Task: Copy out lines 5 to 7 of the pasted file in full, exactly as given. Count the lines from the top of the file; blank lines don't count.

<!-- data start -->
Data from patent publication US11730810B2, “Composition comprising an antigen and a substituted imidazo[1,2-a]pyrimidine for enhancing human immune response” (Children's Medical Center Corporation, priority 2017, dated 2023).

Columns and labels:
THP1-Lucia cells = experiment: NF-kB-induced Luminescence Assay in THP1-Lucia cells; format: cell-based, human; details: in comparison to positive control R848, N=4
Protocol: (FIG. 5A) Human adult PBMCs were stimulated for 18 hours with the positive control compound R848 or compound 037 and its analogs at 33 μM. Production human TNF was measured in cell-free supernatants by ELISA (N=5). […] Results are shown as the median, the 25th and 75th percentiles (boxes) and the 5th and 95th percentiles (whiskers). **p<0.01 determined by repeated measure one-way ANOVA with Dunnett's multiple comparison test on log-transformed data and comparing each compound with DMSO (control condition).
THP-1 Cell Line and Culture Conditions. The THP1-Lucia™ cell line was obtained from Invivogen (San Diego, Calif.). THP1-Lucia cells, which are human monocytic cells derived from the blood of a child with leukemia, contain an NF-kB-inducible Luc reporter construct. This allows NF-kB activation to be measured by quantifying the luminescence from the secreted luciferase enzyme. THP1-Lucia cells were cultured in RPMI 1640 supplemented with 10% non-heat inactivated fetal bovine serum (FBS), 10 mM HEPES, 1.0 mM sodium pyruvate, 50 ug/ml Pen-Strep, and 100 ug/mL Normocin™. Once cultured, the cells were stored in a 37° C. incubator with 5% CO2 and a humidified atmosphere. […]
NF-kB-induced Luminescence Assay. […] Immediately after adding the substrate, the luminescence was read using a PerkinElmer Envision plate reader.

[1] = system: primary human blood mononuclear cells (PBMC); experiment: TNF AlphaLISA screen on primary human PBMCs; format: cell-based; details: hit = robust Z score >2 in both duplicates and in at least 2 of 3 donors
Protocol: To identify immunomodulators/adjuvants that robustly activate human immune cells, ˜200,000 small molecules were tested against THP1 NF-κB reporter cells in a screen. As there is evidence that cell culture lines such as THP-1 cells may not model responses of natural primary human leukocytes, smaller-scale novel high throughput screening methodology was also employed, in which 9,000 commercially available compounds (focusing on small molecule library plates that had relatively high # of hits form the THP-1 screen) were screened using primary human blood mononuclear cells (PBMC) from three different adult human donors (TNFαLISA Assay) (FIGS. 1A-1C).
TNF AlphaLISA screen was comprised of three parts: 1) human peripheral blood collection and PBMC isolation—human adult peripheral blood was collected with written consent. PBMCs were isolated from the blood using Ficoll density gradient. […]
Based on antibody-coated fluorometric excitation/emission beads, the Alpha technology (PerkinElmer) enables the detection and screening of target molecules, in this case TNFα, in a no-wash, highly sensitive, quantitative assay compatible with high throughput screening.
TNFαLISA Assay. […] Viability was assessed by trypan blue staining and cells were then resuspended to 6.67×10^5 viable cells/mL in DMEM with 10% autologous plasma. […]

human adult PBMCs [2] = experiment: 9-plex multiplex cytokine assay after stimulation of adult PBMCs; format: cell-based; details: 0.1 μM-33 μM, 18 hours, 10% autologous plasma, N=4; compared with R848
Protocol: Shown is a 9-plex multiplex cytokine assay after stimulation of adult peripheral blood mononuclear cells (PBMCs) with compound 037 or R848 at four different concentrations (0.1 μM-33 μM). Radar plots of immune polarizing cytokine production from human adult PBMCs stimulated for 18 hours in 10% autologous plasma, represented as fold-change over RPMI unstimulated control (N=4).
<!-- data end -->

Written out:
THP-1 Cell Line and Culture Conditions. The THP1-Lucia™ cell line was obtained from Invivogen (San Diego, Calif.). THP1-Lucia cells, which are human monocytic cells derived from the blood of a child with leukemia, contain an NF-kB-inducible Luc reporter construct. This allows NF-kB activation to be measured by quantifying the luminescence from the secreted luciferase enzyme. THP1-Lucia cells were cultured in RPMI 1640 supplemented with 10% non-heat inactivated fetal bovine serum (FBS), 10 mM HEPES, 1.0 mM sodium pyruvate, 50 ug/ml Pen-Strep, and 100 ug/mL Normocin™. Once cultured, the cells were stored in a 37° C. incubator with 5% CO2 and a humidified atmosphere. […]
NF-kB-induced Luminescence Assay. […] Immediately after adding the substrate, the luminescence was read using a PerkinElmer Envision plate reader.

[1] = system: primary human blood mononuclear cells (PBMC); experiment: TNF AlphaLISA screen on primary human PBMCs; format: cell-based; details: hit = robust Z score >2 in both duplicates and in at least 2 of 3 donors